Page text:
Jefferson wrote to an old friend (note the rare greeting, “My Dear Page”) who might have knowledge of what happened a quarter century before. Jefferson would not debate Martin’s accusations, either with him or in the newspapers. Yet, if he had been in error in the Logan/Cresap account, he wanted to correct it and make that correction public. His subsequent investigation didn’t exonerate Cresap but laid less blame at his feet than Jefferson had originally, Cresap being involved in some of the slaughter but not all of it. Jefferson published this new information in an appendix to Notes.
Luther Martin would go on to involve himself in the defense of Aaron Burr on charges of treason, another opportunity to attack and embarrass Jefferson.

“Your presentation kept everyone’s undivided attention …
amazing since it had been a long day and … people were tired.”
North Carolina Agribusiness Council, Executive Vice-President

Mr. Jefferson will keep your audience focused and undivided.
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Can a warrior change his stripes?

… I see with my own eyes … You are becoming farmers … employing that labor in their cultivation which you formerly employed in hunting and in war; and I see handsome specimens of cotton cloth raised, spun and wove by yourselves. You are also raising cattle and hogs for your food, and horses to assist your labors …  your next want to be mills to grind your corn, which by relieving your women from the loss of time in beating it into meal, will enable them to spin and weave more. When a man has enclosed and improved his farm, builds a good house on it … he will wish when he dies that these things shall go to his wife and children … You will, therefore, find it necessary to establish laws for this … You will find it necessary then to appoint good men, as judges, to decide contests between man and man …
My children, this is what I wished to say to you. To go on in learning to cultivate the earth and to avoid war …
My children, I thank you for your visit and pray to the Great Spirit who made us all and planted us all in this land to live together like brothers …
To the Chiefs of the Cherokee Nation, January 10, 1806

Patrick Lee’s Explanation
Wise leaders want to see their followers improve their station in life.
These Chiefs had just visited the President. He complimented them on their progress in turning from war to farming. He believed that if the natives could make that transition, they’d no longer need the vast expanses of land they’d hunted on for generations. That land could become available for settlement … by more farmers. Jefferson loved farmers!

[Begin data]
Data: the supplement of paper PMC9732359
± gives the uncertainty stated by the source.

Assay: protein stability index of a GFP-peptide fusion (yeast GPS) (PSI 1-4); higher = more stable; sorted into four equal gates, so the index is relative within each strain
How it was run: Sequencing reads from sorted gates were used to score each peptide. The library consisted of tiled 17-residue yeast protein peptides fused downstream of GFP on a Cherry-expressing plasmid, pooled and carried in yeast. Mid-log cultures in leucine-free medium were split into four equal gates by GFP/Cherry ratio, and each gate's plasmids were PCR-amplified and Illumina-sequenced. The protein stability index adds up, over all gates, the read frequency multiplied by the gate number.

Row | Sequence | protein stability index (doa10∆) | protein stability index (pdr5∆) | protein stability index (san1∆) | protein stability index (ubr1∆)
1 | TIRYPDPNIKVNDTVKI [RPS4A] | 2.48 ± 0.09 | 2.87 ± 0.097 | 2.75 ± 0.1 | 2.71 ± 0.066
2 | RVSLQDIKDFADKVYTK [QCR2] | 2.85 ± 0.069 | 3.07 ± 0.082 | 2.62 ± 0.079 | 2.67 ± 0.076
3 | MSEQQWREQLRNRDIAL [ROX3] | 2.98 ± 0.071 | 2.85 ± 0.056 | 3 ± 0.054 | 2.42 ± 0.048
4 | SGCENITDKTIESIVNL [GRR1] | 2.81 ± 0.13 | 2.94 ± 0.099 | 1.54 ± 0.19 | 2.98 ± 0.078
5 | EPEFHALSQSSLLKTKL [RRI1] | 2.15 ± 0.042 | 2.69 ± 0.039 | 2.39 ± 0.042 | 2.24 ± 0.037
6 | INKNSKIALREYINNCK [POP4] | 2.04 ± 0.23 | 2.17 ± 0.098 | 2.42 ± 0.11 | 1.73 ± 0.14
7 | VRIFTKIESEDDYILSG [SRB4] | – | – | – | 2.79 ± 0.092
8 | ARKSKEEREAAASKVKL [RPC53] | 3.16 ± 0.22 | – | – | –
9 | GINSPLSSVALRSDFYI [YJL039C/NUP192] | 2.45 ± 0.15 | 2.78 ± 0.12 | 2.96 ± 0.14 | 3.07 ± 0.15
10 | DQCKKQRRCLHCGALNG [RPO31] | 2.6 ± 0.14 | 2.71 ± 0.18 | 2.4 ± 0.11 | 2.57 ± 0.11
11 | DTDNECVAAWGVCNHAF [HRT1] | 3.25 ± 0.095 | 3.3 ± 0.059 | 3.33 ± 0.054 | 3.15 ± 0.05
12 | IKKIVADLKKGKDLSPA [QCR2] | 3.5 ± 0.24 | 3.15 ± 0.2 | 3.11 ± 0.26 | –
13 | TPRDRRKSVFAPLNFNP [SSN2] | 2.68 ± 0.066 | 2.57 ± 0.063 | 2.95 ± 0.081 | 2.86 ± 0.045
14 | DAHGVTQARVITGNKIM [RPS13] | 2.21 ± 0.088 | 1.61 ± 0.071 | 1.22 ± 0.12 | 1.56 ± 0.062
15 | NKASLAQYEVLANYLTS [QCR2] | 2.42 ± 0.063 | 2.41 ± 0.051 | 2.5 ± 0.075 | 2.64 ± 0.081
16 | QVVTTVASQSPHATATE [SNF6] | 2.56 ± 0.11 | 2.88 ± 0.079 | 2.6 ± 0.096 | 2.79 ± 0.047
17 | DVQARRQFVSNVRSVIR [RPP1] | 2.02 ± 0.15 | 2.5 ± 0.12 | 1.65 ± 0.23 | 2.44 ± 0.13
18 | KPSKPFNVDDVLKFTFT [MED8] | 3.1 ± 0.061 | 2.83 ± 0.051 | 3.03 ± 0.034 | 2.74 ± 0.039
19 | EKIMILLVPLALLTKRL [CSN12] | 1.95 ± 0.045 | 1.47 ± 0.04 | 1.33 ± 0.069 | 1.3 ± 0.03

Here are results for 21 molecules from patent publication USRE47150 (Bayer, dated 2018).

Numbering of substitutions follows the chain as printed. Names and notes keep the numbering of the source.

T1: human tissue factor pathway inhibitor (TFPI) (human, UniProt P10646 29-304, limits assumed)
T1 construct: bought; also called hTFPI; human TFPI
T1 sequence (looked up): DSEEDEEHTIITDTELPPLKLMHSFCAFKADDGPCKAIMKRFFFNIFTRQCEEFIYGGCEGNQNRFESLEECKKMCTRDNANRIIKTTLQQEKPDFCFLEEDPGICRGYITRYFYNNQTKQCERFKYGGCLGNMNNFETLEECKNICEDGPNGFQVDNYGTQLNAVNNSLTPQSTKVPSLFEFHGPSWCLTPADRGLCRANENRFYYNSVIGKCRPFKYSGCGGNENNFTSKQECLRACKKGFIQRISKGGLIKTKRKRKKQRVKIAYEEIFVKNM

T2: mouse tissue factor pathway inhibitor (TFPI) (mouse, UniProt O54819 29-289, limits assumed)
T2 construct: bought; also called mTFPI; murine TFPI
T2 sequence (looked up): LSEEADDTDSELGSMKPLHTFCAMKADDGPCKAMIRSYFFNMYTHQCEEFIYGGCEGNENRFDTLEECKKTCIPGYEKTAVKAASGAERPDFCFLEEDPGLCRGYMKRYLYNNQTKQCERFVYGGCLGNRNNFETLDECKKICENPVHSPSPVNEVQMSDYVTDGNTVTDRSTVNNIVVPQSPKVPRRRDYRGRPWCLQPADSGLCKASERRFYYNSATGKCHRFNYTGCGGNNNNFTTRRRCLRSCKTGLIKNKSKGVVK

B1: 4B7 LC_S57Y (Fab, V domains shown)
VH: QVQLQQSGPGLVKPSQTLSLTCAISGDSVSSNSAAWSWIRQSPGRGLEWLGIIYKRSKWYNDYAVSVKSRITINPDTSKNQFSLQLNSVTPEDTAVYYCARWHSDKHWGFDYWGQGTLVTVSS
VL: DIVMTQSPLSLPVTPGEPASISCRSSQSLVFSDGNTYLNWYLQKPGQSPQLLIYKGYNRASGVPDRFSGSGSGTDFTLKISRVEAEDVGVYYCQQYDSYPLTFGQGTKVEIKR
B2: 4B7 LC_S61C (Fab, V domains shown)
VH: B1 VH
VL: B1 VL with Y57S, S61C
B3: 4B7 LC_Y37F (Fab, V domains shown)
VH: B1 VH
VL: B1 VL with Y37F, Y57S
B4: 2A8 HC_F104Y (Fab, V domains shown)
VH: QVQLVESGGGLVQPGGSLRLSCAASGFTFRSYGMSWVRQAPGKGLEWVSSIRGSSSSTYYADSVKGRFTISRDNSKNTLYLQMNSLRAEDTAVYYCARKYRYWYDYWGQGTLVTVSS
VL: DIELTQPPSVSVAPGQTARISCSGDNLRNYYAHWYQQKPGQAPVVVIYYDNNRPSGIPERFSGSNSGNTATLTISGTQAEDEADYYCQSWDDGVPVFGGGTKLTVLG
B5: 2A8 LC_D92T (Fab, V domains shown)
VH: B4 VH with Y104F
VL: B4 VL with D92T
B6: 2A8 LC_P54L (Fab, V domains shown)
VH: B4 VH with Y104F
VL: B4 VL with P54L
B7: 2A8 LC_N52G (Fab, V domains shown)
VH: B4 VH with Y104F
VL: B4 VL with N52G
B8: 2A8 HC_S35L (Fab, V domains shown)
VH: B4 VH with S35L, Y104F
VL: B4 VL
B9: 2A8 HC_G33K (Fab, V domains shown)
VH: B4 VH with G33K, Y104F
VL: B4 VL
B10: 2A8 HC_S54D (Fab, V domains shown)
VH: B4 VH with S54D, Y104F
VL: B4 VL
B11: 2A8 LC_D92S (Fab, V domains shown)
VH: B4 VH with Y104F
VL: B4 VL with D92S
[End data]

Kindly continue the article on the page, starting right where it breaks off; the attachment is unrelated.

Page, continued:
They would need more labor-saving devices to relieve their women of drudgery. They would need laws to protect their property and judges to help them through conflicts.


He warned about the young men in their midst who still pursued a warrior lifestyle, of its “folly and iniquity.”


For sure, Jefferson’s attitude was paternalistic, repeatedly referring to the chiefs as “my children.” And he was naive in his expectations about warriors turning themselves into farmers. Still, his motivation was for their peace and progress, and he saw agriculture as the means to that end.

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of Thomas Jefferson
to our worldwide guests during the Caterpillar ThinkBIG Global Conference.”
President, Linn State Technical College

Whether global or local, Mr. Jefferson stands ready to inspire your audience!
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Jefferson’s “State of the Union” in 1805? Part 2

Turning from these unpleasant views of violence and wrong, I congratulate you on the liberation of our fellow-citizens who were stranded on the coast of Tripoli and made prisoners of war …
With Tunis some misunderstandings have arisen not yet sufficiently explained …
The law providing for a naval peace establishment … Congress will perhaps consider whether the best limitation on the Executive [President’s] discretion [is to limit the number of seamen or the number of vessels] …